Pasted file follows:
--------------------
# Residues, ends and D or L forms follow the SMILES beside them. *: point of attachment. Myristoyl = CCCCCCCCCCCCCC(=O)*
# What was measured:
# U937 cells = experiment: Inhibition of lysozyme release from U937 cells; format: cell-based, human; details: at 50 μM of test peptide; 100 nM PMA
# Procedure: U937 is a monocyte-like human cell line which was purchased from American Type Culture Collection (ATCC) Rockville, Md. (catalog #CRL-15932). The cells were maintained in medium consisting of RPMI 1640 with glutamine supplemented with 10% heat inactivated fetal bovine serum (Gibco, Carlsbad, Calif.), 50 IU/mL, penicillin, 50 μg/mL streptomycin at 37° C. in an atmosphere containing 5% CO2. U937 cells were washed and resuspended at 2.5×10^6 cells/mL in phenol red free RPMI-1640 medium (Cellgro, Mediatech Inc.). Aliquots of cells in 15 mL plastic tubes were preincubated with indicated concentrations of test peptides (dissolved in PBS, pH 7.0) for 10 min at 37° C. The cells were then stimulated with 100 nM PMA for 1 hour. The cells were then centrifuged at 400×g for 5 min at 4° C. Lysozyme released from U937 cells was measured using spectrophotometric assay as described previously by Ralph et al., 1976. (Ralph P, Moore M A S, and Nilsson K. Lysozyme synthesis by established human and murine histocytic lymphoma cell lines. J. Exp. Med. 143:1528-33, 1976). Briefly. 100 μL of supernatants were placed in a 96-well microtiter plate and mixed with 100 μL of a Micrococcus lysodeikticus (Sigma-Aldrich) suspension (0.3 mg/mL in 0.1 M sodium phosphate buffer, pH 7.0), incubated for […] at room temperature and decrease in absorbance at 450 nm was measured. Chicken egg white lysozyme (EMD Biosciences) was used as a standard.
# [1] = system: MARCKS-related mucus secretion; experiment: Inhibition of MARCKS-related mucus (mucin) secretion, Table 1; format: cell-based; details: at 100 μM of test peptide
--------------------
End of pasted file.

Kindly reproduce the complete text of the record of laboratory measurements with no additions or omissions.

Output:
# Residues, ends and D or L forms follow the SMILES beside them. *: point of attachment. Myristoyl = CCCCCCCCCCCCCC(=O)*
# What was measured:
# U937 cells = experiment: Inhibition of lysozyme release from U937 cells; format: cell-based, human; details: at 50 μM of test peptide; 100 nM PMA
# Procedure: U937 is a monocyte-like human cell line which was purchased from American Type Culture Collection (ATCC) Rockville, Md. (catalog #CRL-15932). The cells were maintained in medium consisting of RPMI 1640 with glutamine supplemented with 10% heat inactivated fetal bovine serum (Gibco, Carlsbad, Calif.), 50 IU/mL, penicillin, 50 μg/mL streptomycin at 37° C. in an atmosphere containing 5% CO2. U937 cells were washed and resuspended at 2.5×10^6 cells/mL in phenol red free RPMI-1640 medium (Cellgro, Mediatech Inc.). Aliquots of cells in 15 mL plastic tubes were preincubated with indicated concentrations of test peptides (dissolved in PBS, pH 7.0) for 10 min at 37° C. The cells were then stimulated with 100 nM PMA for 1 hour. The cells were then centrifuged at 400×g for 5 min at 4° C. Lysozyme released from U937 cells was measured using spectrophotometric assay as described previously by Ralph et al., 1976. (Ralph P, Moore M A S, and Nilsson K. Lysozyme synthesis by established human and murine histocytic lymphoma cell lines. J. Exp. Med. 143:1528-33, 1976). Briefly. 100 μL of supernatants were placed in a 96-well microtiter plate and mixed with 100 μL of a Micrococcus lysodeikticus (Sigma-Aldrich) suspension (0.3 mg/mL in 0.1 M sodium phosphate buffer, pH 7.0), incubated for […] at room temperature and decrease in absorbance at 450 nm was measured. Chicken egg white lysozyme (EMD Biosciences) was used as a standard.
# [1] = system: MARCKS-related mucus secretion; experiment: Inhibition of MARCKS-related mucus (mucin) secretion, Table 1; format: cell-based; details: at 100 μM of test peptide